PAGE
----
Arts & CulturePress Release

Arts & Culture: The Design Museum displays designer Bethany Wiliams’ story in fabrics

LONDON, UK — This spring, the Design Museum presents “Bethany Wiliams: Alternative Systems,” a celebration of a new model for the fashion industry proposed by the studio’s work. Opened last February, this dedicated display explores the way in which Bethany’s work confronts social and environmental issues through community collaboration and a spirit of reuse.

Exhibited across the four walls of the balcony gallery in the museum’s atrium, the display is part of the “Designers Thinking in Public” program. Expressing Bethany’s approach to design, it presents the story of her innovative process as a designer through garments, textile samples, archive material, photography, and film footage. Visitors will also have the chance to touch sample fabrics that have been made by repurposing waste.

Whether it is by using waste ribbon to create woven fabrics, telling the stories of partnered charities through print design or constructing garments in collaboration with rehabilitation programs, discover how activism and the environment are at the heart of each project.


“With our work, we hope to continue to reach new audiences, encourage inclusivity and positive change for the fashion industry,” Bethany said.

“The Design Museum continues to be aligned with this via the exhibitions curated, including their Waste Age exhibition, which we featured in last year. We are so proud to showcase our new exhibition: Bethany Williams: Alternative Systems, a celebration of the new way of working proposed for the fashion industry by the studio’s work. In order to celebrate this exhibition, we are even hosting Bethany William’s LFW Presentation, ‘The Hands that Heal Us’ at the London Design Museum, the very day the exhibition launches.”

Visitors will get to know the organizations that Williams’ studio has collaborated with, such as the San Patrignano drug and alcohol dependence rehabilitation program in central Italy, the Magpie Project for mothers and their children living in insecure housing in east London, and Adelaide House, a women’s shelter based in Liverpool. Each season, the studio collaborates with a different charity and donates a percentage of profits to the cause at hand.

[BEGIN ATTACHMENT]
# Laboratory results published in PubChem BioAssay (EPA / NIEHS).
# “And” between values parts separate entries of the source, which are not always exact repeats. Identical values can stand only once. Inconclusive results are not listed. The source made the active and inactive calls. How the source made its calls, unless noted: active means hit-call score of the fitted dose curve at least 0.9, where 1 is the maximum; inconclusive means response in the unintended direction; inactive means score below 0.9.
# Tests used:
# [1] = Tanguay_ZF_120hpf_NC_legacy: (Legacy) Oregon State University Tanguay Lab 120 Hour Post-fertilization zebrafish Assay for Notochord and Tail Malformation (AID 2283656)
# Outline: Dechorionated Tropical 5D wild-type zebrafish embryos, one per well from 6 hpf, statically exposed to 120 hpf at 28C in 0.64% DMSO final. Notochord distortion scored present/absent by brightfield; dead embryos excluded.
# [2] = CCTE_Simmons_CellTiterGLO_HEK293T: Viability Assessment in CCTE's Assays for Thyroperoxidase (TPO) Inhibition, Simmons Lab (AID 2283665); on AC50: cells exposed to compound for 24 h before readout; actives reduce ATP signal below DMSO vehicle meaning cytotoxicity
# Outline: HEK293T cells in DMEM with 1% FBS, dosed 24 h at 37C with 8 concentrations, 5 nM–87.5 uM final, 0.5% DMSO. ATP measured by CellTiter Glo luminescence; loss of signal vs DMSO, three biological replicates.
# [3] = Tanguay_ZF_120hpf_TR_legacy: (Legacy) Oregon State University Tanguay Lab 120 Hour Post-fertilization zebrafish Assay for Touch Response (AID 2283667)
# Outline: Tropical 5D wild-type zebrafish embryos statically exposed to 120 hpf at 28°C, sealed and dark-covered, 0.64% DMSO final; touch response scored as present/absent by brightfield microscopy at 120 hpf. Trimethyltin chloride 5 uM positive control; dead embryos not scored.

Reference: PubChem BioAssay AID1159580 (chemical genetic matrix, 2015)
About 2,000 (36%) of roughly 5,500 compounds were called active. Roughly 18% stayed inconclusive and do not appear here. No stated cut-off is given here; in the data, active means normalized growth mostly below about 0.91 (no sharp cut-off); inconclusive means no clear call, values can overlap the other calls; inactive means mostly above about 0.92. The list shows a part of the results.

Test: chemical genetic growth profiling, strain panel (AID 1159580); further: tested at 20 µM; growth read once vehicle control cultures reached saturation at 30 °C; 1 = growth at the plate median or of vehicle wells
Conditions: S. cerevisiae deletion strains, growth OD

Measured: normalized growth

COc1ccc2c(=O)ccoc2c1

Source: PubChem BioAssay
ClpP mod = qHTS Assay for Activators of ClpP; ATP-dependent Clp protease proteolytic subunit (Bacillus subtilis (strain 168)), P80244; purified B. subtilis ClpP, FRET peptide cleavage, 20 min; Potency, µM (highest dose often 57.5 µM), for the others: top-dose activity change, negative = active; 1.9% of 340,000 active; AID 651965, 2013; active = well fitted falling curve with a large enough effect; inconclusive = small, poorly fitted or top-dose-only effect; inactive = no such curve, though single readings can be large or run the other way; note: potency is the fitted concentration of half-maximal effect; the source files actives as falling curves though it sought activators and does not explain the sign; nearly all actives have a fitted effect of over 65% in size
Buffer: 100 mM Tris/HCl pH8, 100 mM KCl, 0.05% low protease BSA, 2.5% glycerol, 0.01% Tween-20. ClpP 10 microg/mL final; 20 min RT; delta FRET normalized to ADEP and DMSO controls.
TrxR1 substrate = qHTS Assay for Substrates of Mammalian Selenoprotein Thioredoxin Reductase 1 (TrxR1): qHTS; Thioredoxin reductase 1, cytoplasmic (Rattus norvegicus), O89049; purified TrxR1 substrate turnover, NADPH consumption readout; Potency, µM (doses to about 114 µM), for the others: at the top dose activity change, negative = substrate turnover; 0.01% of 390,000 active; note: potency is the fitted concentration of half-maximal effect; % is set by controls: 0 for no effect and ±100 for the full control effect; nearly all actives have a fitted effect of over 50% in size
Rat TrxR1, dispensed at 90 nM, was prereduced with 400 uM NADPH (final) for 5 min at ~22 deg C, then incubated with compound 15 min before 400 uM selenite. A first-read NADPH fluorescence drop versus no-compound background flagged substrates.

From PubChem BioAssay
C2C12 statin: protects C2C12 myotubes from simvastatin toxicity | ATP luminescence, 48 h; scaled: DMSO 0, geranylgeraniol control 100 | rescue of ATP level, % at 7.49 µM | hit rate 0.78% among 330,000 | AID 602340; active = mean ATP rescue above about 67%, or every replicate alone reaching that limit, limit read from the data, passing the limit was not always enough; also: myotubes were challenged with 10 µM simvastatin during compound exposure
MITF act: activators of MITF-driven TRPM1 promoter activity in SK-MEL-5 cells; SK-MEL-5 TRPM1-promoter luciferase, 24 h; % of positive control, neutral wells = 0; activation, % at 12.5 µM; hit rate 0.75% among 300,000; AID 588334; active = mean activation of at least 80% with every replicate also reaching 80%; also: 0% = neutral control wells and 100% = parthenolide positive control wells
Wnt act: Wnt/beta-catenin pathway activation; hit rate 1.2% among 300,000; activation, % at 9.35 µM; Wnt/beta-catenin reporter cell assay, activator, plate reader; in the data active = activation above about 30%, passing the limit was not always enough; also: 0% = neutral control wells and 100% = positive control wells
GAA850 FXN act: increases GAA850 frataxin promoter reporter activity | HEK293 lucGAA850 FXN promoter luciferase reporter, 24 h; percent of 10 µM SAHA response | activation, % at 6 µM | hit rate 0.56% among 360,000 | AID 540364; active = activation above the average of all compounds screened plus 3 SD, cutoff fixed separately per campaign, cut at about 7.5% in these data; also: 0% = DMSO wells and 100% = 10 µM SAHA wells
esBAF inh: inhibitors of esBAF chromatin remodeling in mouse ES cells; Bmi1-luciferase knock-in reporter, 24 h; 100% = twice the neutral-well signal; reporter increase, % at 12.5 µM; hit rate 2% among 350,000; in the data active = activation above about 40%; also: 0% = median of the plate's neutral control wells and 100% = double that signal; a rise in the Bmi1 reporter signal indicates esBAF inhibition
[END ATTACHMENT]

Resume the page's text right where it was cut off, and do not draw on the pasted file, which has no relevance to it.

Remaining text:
Priya Khanchandani, head of curatorial and the display’s curator said, “Bethany Williams’ work fuses a streetwear style with handcrafted forms that are rooted in human values. I see it as a joyous example of design that is socially produced and kinder to our planet. The display is framed around the notion of Alternative Systems because it shows the immense potential for the design industry – fashion and beyond – to confront social and environmental issues through more ethical ways of working. The exhibits unravel the voices of the studio’s many collaborators, their creativity sewn into the garments’ every stitch, and celebrate what inclusive design could be.”

Follow the design story behind each of the studio’s collections, including garments with stories embedded into them, such as the “Prison messages” sports jacket from the Women of Change collection, which features screen-printed words from letters exchanged between the women of HMP Downview prison in London and the women of the San Patrignano community about what change means to them. Alongside it is an image of the 1912 Suffragette Handkerchief embroidered by women at HMP Holloway, which inspired the design of this garment.

In the final section, visitors will get to know the work of the Emergency Designer Network, a collaboration between Phoebe English, Holly Fulton, Cozette McCreery, and Bethany Williams. Using their knowledge of textile manufacturing, they created a network that galvanized hundreds of volunteers and provided approximately 12,000 scrubs, 100,000 masks, and 4,000 gowns to frontline staff.

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